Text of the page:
Tuberculosis remains a major killer in the world, killing over 1 million yearly and infecting at least one-third of the entire world population. TB is especially prevalent in developing nations, but it also remains an active disease in the United States as well, with almost 10,000 reported infections in 2013 alone. While tuberculosis infections are on the decline, it remains a disease worth preventing.

Adenoviruses, of which there are over 50, can cause a variety of illnesses ranging from mild respiratory disease, to very painful eye infections, diarrheal illnesses, rashes, and even life-threatening infections in those who are immune compromised. The number of cases of Adenovirus infection are not regularly tracked since many cases will go undiagnosed, but these infections are considered to be very common throughout the life span, although they may be more common in younger people as they would be less likely to have prior exposure and any level of immunity. Adenovirus infections cause significant lost days of work and school and are certainly an infection worth preventing.

While rotavirus is often thought of as a disease of children, and it most commonly strikes children, it would be a mistake to think that adults cannot be infected with, and become quite ill from, rotavirus. Although each time a person is infected with rotavirus they build immunity, this acquired immunity is not completely protective, in part because there are multiple strains of rotavirus. Even children who have been vaccinated can get rotavirus more than one time, although subsequent infections are usually not as severe as the first infection.

Cytomegalovirus (CMV) Cytomegalovirus, commonly known by its initials as CMV, is a very common viral infection that can occur in anyone of any gender, race, or socioeconomic class. It is often a disease of childhood with the majority of people being infected when they are children age 6 or under. Most people who have CMV […]

Hepatitis A Virus (HAV) Hepatitis A Virus (HAV) was once a relatively common source of infection and disease in the United States, especially in the western half of the United States, with a handful of western states accounting for almost all infections. This profile radically changed with the introduction of the two dose Hepatitis A […]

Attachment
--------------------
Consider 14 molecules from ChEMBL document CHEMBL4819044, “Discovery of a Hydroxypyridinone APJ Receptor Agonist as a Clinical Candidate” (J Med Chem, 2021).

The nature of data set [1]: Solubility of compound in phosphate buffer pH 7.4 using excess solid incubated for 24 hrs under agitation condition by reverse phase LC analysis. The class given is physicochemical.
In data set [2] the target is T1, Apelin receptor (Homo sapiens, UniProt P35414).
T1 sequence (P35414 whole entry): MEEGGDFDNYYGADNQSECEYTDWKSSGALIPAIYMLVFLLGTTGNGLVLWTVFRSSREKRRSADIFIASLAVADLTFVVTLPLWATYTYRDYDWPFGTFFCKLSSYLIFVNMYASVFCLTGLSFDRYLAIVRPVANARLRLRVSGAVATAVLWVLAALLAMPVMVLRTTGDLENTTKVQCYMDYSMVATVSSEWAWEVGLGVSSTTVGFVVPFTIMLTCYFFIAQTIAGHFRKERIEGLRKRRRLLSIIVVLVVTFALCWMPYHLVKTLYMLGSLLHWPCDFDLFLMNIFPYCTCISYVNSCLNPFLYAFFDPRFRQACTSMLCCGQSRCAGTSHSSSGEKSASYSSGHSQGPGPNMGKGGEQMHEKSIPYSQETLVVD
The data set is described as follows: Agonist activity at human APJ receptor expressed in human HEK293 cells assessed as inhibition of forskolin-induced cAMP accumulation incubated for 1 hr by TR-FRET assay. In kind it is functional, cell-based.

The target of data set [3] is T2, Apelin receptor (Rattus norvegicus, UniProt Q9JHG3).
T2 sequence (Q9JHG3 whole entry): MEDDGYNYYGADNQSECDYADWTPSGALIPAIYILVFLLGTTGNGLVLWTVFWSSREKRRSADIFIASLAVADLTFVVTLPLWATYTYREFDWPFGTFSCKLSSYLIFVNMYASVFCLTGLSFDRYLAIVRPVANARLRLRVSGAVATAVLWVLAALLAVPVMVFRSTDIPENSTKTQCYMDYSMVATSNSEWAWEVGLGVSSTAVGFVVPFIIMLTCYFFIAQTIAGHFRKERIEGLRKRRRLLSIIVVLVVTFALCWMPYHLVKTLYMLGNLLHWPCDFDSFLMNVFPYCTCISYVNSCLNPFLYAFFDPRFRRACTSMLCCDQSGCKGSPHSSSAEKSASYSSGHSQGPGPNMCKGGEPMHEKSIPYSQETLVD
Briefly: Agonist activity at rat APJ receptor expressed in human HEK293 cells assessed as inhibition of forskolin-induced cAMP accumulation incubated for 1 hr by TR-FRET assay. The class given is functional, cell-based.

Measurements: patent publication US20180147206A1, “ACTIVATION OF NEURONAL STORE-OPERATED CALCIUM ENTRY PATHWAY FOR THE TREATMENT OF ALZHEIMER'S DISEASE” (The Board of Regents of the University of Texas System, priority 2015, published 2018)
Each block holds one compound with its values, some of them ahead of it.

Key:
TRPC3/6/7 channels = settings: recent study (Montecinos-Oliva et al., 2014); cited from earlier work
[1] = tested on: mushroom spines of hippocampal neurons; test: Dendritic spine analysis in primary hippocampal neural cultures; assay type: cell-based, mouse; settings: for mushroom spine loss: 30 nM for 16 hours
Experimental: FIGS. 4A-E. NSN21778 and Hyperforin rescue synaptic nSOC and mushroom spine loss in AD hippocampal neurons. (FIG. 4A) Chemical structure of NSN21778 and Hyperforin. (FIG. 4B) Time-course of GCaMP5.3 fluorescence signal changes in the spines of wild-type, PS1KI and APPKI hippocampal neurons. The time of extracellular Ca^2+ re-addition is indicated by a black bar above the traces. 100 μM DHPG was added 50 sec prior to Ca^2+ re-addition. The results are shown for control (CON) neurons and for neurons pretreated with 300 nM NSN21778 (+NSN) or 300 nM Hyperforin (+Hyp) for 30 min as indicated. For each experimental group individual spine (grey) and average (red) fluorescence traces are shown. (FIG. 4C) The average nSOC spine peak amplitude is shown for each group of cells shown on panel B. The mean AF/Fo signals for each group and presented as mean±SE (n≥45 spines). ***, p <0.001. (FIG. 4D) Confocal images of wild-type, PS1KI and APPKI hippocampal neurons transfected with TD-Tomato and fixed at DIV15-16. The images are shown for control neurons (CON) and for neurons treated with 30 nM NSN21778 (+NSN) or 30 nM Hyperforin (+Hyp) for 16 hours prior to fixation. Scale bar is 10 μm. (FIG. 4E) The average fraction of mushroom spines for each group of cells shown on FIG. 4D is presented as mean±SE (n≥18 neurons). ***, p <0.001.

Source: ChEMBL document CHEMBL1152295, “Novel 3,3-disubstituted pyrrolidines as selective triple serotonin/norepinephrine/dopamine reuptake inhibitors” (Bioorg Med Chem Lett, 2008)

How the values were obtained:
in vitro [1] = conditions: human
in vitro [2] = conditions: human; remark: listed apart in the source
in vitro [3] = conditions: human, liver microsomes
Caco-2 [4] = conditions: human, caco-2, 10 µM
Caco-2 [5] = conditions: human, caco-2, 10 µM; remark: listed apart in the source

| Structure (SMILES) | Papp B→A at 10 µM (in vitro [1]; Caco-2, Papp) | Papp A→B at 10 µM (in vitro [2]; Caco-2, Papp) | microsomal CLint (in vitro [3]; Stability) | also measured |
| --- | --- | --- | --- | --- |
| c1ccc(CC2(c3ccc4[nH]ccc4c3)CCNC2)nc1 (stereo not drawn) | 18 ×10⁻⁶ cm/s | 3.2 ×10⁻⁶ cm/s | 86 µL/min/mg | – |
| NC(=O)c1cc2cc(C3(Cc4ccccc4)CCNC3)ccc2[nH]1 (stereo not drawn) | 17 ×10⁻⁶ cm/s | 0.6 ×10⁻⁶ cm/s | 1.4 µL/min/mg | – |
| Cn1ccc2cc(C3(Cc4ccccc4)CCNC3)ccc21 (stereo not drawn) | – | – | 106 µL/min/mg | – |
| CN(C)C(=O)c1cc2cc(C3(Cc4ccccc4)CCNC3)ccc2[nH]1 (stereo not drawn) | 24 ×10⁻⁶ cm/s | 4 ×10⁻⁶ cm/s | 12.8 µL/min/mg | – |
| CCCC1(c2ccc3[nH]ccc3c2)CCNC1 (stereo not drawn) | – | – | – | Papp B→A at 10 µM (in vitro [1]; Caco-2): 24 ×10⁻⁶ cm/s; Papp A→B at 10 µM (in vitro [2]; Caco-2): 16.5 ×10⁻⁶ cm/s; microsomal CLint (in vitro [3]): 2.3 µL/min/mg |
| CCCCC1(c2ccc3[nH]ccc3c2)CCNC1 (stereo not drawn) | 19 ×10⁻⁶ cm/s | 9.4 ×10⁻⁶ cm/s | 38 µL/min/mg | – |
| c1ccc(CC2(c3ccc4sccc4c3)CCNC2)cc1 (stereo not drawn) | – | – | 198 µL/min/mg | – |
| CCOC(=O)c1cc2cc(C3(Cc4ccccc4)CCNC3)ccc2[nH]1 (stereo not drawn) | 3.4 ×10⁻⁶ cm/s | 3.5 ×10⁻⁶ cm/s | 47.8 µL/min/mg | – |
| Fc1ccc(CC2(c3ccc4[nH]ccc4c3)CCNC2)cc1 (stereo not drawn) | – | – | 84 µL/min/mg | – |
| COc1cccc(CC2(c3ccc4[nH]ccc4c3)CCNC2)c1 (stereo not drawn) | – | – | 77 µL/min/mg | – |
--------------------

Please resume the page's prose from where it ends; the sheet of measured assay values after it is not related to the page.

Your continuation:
Blood-Borne Pathogens While there are multiple pathogenic organisms, including bacteria, viruses, fungi, and other more exotic organisms such as prions, that could potentially be transmitted from an infected person to uninfected people through blood contact, the term Blood-Borne Pathogens is most commonly used to refer to the “Big 3,” by which is meant Hepatitis B […]

Ebola has been in the news a great deal lately, and that makes sense because it is always big news when this particularly scary virus makes an appearance. Yes, it can be deadly and many people in an isolated part of the world have contracted it. And yes, there is now a case contracted right […]

Candida Candida is a very common genus of fungi which take on the form of yeast instead of mold. There are many species of Candida, probably about 20 or so, although it is possible more are yet to be discovered and described. C. albicans is probably the one species of yeast that is most likely […]

Trichophyton Trichophyton is the fancy scientific name for a group of fungi that are very familiar to most people even if they don’t recognize the clinical name. Typical encounters with Trichophyton include, but are not necessarily limited to: athlete’s foot, jock itch, nail fungus, ringworm, and similar afflictions, all of which are quite common amongst […]

The vaccinia virus was once very common in the United States and then for many years it became essentially unheard of. Now, the occurrence of vaccinia infection is increasing once again, although still rare, it is now known to occur primarily in the families and intimate contacts of members of the military and other emergency […]